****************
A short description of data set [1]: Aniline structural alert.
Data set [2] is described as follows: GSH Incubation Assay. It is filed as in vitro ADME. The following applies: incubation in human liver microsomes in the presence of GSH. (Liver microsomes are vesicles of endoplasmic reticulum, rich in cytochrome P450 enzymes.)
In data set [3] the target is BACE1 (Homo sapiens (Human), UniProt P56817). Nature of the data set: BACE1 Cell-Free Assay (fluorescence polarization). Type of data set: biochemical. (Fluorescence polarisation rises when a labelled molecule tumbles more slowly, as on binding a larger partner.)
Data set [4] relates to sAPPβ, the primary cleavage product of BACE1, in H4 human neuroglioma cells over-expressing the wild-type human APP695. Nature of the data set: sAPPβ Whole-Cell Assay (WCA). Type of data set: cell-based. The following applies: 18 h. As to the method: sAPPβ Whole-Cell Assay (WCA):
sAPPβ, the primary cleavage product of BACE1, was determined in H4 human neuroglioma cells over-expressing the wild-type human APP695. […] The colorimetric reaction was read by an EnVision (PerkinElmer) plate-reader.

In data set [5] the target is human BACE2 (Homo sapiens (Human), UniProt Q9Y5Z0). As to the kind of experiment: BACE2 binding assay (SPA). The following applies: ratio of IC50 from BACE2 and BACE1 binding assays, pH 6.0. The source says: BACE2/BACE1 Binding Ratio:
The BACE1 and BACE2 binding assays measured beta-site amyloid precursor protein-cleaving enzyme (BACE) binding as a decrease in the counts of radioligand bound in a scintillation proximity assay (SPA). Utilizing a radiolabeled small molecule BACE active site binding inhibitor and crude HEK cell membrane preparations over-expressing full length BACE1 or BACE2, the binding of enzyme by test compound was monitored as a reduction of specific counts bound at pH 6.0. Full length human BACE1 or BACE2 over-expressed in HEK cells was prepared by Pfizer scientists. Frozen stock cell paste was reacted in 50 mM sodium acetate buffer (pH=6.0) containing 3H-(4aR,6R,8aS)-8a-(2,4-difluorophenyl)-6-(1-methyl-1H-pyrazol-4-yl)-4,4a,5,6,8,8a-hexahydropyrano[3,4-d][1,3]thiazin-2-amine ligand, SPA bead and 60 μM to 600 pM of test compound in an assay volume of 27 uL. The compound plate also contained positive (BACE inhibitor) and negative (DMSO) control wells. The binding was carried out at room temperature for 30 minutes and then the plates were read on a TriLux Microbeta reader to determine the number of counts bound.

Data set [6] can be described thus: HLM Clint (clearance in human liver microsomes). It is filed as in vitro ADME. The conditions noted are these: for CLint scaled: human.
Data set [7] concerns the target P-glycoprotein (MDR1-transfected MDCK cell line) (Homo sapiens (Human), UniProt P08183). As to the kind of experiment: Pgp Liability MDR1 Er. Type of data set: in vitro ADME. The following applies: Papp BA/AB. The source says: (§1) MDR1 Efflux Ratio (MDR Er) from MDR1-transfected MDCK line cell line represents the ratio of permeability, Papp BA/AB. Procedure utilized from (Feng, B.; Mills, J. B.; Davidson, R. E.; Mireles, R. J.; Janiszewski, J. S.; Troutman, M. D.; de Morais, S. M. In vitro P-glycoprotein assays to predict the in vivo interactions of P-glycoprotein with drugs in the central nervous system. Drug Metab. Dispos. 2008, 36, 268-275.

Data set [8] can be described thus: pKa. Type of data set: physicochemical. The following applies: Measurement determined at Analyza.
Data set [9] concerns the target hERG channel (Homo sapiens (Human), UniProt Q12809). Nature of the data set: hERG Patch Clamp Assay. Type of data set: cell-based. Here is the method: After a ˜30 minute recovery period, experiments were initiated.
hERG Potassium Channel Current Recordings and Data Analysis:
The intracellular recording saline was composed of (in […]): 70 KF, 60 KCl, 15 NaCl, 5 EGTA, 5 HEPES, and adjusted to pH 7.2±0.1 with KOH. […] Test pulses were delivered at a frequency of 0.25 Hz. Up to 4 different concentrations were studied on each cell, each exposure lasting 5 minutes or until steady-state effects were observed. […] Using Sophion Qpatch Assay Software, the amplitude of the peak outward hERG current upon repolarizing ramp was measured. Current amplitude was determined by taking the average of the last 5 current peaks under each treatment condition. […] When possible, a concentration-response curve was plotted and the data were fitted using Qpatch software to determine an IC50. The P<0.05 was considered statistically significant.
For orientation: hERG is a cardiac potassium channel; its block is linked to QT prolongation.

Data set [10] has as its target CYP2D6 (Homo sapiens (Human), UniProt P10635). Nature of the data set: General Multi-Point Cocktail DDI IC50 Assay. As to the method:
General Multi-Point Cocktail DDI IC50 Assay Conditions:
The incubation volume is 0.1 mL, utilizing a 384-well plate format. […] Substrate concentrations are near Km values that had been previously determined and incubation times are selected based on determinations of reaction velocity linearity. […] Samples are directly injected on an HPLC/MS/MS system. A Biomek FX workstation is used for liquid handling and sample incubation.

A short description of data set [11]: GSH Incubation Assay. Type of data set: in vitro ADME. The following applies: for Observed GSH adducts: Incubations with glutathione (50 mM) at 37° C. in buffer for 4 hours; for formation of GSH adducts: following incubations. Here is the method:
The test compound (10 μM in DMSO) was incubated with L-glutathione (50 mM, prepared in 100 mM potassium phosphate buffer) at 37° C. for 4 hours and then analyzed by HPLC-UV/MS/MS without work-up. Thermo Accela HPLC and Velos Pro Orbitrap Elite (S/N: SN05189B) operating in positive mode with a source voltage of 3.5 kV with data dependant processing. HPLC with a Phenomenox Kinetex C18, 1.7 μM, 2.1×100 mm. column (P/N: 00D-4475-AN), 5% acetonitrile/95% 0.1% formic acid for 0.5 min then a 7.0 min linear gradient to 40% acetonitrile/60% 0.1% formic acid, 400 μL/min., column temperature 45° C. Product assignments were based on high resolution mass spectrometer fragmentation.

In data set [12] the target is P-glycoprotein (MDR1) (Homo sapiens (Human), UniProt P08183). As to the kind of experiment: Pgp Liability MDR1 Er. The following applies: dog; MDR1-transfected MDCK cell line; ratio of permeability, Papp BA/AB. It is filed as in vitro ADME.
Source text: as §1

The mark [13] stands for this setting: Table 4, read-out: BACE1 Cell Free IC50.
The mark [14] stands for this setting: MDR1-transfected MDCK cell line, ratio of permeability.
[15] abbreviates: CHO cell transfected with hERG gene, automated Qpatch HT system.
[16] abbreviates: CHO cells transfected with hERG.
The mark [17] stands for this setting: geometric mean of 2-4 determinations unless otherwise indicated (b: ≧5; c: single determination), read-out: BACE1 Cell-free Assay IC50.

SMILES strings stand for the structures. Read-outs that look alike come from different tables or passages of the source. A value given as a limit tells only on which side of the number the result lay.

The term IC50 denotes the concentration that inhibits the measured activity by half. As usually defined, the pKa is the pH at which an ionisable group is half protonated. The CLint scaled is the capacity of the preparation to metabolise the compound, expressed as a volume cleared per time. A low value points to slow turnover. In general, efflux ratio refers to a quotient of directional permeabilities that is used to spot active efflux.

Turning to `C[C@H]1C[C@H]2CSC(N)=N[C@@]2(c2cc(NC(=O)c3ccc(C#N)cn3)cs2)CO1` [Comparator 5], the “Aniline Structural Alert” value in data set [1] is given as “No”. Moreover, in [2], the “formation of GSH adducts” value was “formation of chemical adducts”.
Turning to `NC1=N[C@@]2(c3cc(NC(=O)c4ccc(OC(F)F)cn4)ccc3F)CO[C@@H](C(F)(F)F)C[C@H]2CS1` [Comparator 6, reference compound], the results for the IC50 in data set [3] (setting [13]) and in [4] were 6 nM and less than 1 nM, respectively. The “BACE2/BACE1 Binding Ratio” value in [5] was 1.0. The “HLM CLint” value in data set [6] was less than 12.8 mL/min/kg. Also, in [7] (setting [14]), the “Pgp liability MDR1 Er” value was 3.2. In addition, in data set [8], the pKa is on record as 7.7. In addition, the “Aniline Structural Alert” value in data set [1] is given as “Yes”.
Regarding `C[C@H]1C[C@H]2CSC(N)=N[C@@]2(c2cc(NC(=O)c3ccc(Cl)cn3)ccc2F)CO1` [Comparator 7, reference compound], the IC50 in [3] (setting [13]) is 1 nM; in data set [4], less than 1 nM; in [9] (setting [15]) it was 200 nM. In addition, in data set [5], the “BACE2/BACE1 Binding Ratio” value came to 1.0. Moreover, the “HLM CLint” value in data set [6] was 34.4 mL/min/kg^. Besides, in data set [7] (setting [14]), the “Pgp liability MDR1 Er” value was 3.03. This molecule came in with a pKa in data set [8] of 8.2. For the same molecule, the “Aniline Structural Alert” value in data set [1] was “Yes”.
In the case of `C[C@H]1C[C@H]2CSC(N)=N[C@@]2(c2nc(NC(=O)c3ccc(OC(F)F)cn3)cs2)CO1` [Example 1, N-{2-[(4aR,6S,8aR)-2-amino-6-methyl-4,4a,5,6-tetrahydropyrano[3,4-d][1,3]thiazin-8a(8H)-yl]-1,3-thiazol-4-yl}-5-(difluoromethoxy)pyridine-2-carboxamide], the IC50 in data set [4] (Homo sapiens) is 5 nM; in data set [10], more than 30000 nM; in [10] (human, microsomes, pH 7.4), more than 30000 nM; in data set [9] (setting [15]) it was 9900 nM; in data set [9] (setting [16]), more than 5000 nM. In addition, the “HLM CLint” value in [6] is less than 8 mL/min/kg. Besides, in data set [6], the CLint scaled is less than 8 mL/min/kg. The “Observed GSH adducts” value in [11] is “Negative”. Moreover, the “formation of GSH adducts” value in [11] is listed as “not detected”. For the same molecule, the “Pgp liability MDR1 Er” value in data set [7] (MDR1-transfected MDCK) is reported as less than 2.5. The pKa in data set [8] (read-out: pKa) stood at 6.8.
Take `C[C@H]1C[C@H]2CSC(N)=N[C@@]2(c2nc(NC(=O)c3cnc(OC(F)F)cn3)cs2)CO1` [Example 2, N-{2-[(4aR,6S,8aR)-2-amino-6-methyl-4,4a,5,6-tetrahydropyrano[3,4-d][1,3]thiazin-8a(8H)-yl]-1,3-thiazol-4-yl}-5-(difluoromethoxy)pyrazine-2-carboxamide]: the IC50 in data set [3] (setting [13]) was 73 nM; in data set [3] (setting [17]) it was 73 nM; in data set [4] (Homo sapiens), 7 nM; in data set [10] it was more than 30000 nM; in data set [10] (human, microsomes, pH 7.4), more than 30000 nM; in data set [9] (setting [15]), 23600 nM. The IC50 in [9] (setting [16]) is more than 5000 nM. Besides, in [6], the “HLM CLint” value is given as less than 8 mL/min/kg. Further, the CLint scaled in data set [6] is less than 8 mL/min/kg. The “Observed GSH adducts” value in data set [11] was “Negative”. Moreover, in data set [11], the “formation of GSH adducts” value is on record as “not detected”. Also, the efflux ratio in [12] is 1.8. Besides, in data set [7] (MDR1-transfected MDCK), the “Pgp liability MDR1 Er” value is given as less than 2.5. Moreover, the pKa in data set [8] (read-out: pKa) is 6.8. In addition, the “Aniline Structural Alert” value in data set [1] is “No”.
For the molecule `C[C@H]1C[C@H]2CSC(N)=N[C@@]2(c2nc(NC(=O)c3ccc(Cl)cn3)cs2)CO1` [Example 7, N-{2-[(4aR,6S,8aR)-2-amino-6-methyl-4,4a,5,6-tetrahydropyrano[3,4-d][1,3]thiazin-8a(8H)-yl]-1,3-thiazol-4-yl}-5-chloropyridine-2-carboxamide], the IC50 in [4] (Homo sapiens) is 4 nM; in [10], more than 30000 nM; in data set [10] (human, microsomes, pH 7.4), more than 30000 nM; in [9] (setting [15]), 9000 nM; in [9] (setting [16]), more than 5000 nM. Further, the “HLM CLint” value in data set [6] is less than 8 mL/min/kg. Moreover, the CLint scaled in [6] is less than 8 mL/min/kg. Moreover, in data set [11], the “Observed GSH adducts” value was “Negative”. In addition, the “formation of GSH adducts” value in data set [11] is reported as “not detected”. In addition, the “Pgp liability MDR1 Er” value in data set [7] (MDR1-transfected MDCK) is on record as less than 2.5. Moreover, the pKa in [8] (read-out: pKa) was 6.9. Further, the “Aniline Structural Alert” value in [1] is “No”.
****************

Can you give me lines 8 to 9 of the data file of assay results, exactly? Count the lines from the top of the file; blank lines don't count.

Data set [6] can be described thus: HLM Clint (clearance in human liver microsomes). It is filed as in vitro ADME. The conditions noted are these: for CLint scaled: human.
Data set [7] concerns the target P-glycoprotein (MDR1-transfected MDCK cell line) (Homo sapiens (Human), UniProt P08183). As to the kind of experiment: Pgp Liability MDR1 Er. Type of data set: in vitro ADME. The following applies: Papp BA/AB. The source says: (§1) MDR1 Efflux Ratio (MDR Er) from MDR1-transfected MDCK line cell line represents the ratio of permeability, Papp BA/AB. Procedure utilized from (Feng, B.; Mills, J. B.; Davidson, R. E.; Mireles, R. J.; Janiszewski, J. S.; Troutman, M. D.; de Morais, S. M. In vitro P-glycoprotein assays to predict the in vivo interactions of P-glycoprotein with drugs in the central nervous system. Drug Metab. Dispos. 2008, 36, 268-275.